We previously ended off our scene by refining our blockout with custom meshes, and did a quick pass on integrating medium details into the level. At this point the overall layout should be set and now it’s time for the nitty gritty. I only get to doing finer details once all gameplay spaces and layouts are finished, that we can keep our focus on the task at hand.
After having played The Last of Us I was inspired to have an overgrowth through the level. After all, this level takes place in the mountain tops and having some vegetation would give the sense that the area has been around for quite some time, nature slowly re-claiming its place. Not only that, I had to find a way to break up the ground surface, since this is the player’s immediate view I did want to invest time into making it interesting.
At first I wasn’t sure if the whole overgrowth concept would work, but I went ahead and used the existing props in UDK to layout some foliage around the level. As you can see there are vines growing along the architecture and back up into the cliffs. These assets were eventually replaced with custom foliage and simply mashed together in the scene.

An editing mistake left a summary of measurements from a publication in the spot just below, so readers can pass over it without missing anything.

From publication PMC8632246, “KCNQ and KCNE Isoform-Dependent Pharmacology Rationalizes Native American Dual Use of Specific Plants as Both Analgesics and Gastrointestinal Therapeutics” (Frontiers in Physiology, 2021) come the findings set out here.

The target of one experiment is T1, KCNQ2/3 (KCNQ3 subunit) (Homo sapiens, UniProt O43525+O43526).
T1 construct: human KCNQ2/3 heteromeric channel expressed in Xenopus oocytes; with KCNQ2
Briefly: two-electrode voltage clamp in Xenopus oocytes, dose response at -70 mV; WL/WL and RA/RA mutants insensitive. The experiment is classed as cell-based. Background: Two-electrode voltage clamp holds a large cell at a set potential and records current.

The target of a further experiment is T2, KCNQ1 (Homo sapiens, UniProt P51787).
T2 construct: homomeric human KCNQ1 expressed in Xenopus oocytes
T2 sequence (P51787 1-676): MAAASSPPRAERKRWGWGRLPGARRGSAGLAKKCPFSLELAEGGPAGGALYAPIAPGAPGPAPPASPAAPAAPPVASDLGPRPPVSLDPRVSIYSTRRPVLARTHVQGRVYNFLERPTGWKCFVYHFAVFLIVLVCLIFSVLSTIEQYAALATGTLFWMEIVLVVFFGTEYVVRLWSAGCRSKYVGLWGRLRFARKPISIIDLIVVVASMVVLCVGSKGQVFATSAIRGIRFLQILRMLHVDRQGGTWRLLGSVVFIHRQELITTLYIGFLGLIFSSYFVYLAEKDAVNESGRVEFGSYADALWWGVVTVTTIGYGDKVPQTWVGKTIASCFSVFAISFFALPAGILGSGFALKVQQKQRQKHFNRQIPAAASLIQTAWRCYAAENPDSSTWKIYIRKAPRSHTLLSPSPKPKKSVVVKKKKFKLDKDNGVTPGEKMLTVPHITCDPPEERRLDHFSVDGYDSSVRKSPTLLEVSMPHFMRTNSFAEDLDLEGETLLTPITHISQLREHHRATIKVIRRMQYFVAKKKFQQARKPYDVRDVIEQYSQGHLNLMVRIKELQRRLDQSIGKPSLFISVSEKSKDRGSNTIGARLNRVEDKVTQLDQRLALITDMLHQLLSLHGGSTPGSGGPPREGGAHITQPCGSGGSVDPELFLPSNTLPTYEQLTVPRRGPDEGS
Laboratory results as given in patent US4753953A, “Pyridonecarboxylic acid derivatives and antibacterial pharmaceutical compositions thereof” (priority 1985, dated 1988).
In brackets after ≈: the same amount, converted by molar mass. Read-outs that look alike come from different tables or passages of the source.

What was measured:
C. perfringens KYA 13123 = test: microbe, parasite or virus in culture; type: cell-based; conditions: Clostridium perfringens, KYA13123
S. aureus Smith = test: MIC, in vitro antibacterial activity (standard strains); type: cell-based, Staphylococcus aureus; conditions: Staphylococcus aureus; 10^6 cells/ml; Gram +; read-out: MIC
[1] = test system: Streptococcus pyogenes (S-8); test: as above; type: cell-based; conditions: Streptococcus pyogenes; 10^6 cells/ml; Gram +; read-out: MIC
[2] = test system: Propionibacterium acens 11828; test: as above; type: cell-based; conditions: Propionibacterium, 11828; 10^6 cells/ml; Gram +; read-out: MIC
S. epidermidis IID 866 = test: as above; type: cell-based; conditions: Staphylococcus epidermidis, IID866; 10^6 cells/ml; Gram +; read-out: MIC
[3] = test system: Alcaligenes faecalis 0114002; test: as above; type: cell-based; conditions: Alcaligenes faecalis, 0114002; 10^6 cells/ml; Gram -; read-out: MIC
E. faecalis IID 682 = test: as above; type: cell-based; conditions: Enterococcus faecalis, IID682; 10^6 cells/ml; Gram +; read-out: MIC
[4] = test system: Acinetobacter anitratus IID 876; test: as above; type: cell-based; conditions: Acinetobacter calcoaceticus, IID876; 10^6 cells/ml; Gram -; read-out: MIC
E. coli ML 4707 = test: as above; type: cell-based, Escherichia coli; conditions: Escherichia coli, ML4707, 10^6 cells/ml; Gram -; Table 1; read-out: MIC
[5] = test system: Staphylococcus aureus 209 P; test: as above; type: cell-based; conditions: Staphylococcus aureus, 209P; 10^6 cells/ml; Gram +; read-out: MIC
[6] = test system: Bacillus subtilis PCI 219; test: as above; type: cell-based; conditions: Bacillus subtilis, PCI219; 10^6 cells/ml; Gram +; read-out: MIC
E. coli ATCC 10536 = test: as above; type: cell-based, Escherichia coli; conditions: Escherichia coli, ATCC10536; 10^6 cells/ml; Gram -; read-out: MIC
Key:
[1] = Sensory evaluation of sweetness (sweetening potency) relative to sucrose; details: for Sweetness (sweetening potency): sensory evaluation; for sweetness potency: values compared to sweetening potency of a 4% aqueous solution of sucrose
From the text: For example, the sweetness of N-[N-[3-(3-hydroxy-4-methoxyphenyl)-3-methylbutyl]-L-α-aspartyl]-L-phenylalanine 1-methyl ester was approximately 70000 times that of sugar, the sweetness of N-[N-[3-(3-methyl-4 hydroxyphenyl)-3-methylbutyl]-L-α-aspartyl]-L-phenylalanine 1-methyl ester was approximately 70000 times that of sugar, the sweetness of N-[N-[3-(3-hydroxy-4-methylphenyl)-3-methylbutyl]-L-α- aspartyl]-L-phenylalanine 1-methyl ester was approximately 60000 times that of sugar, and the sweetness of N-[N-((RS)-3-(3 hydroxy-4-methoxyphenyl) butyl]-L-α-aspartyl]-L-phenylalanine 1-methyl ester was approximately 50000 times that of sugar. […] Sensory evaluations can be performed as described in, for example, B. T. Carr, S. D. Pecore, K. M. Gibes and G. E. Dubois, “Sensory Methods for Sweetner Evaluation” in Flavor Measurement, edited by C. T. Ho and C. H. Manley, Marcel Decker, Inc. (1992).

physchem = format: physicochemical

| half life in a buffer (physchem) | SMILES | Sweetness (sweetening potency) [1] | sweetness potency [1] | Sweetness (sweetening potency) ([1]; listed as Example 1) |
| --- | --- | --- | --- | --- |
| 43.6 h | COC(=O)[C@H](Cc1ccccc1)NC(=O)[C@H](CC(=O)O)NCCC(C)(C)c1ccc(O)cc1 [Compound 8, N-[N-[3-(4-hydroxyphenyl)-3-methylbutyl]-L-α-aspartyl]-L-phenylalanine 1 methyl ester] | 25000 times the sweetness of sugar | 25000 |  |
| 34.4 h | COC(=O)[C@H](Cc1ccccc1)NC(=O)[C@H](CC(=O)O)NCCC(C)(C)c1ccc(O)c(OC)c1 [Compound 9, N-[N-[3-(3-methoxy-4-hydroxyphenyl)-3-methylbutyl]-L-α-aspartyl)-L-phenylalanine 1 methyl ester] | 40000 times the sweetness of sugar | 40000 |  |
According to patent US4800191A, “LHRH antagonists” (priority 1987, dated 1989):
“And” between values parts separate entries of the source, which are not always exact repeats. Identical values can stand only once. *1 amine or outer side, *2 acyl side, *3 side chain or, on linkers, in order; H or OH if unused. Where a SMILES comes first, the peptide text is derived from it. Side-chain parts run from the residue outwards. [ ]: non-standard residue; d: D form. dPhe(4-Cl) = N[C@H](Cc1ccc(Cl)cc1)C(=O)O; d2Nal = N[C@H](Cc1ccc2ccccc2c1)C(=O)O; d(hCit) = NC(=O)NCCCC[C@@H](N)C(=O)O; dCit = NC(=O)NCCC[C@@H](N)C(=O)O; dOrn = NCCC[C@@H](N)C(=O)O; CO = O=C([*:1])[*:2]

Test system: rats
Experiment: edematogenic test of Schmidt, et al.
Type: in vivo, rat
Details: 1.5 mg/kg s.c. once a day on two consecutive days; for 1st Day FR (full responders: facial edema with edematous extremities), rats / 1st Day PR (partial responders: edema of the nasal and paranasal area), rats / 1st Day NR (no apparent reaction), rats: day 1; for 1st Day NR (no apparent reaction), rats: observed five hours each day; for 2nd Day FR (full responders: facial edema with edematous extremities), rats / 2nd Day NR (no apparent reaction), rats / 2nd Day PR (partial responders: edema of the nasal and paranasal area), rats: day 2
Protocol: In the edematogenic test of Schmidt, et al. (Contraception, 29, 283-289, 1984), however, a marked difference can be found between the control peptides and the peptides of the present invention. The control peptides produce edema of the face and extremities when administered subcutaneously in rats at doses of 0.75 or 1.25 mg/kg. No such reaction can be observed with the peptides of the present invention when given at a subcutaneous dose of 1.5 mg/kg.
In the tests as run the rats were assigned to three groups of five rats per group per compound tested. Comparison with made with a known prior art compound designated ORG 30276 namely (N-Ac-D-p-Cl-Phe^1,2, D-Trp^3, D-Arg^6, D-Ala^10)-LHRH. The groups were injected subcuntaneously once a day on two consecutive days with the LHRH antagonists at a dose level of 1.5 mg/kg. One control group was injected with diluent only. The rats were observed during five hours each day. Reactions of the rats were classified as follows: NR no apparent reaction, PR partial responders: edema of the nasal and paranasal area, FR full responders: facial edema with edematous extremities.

(Click image below for animation)
Looking at the ground plane, I used mesh painting to give it some variety and damage. Mesh painting is a great way to break up surfaces and is widely used in the industry. I’m not entirely happy with how it turned out but from the point of view of the player it did the trick. I have the option of either painting in rubble or cracks, or mixing the two on the surface of my ground. Keep in mind that you need a lot of extra vertices for this to happen smoothly.
Next up were the rocks. I had originally blocked in the level with UDK assets, but replaced it with my own custom rock model. This was built in Zbrush which is great for doing models like this. In my opinion rocks are probably the place to start off if you are learning Zbrush. Nothing special in the sculpt as my main brushes were ClayTubes, TrimDynamic and Move. Eventually this rock is going to be used for the entire scene including the background. You can really get away with doing a lot with just one good rock model.
I had a great suggestion to add color to the scene by adding some flags, so as you can see the red banners give the scene a bit more life and works well as an accent color.
The overall scene is getting there. We’ve come a long way to this point but one of the main goals of this environment is to feel immersive, as if you were part of something bigger. To achieve this feeling we are going to take a look at developing the background as if it looks like we are part of an epic mountain top city.
Victor Kam teaches Level Design in the VFS Game Design program